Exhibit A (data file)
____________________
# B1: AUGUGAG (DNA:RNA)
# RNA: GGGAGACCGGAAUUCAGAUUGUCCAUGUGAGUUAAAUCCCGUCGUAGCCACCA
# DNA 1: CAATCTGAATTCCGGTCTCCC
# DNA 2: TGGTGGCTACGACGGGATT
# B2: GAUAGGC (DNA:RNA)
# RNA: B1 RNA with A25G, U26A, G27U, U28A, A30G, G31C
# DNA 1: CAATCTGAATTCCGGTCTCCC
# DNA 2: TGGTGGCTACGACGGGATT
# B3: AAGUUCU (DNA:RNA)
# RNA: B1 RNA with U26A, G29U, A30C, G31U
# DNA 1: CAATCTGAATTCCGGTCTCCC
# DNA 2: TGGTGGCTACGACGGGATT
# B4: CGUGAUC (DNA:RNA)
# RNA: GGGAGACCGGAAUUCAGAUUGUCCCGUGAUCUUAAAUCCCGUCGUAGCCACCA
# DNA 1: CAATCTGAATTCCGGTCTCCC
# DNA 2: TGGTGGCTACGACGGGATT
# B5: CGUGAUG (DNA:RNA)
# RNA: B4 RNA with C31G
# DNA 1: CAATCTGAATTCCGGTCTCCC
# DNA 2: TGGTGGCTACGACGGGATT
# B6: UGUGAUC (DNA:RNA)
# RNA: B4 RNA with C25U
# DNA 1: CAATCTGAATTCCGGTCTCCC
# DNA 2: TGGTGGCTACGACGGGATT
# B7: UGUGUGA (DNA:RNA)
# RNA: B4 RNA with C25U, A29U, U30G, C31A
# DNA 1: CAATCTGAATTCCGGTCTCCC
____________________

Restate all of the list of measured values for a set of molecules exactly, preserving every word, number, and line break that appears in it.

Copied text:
# B1: AUGUGAG (DNA:RNA)
# RNA: GGGAGACCGGAAUUCAGAUUGUCCAUGUGAGUUAAAUCCCGUCGUAGCCACCA
# DNA 1: CAATCTGAATTCCGGTCTCCC
# DNA 2: TGGTGGCTACGACGGGATT
# B2: GAUAGGC (DNA:RNA)
# RNA: B1 RNA with A25G, U26A, G27U, U28A, A30G, G31C
# DNA 1: CAATCTGAATTCCGGTCTCCC
# DNA 2: TGGTGGCTACGACGGGATT
# B3: AAGUUCU (DNA:RNA)
# RNA: B1 RNA with U26A, G29U, A30C, G31U
# DNA 1: CAATCTGAATTCCGGTCTCCC
# DNA 2: TGGTGGCTACGACGGGATT
# B4: CGUGAUC (DNA:RNA)
# RNA: GGGAGACCGGAAUUCAGAUUGUCCCGUGAUCUUAAAUCCCGUCGUAGCCACCA
# DNA 1: CAATCTGAATTCCGGTCTCCC
# DNA 2: TGGTGGCTACGACGGGATT
# B5: CGUGAUG (DNA:RNA)
# RNA: B4 RNA with C31G
# DNA 1: CAATCTGAATTCCGGTCTCCC
# DNA 2: TGGTGGCTACGACGGGATT
# B6: UGUGAUC (DNA:RNA)
# RNA: B4 RNA with C25U
# DNA 1: CAATCTGAATTCCGGTCTCCC
# DNA 2: TGGTGGCTACGACGGGATT
# B7: UGUGUGA (DNA:RNA)
# RNA: B4 RNA with C25U, A29U, U30G, C31A
# DNA 1: CAATCTGAATTCCGGTCTCCC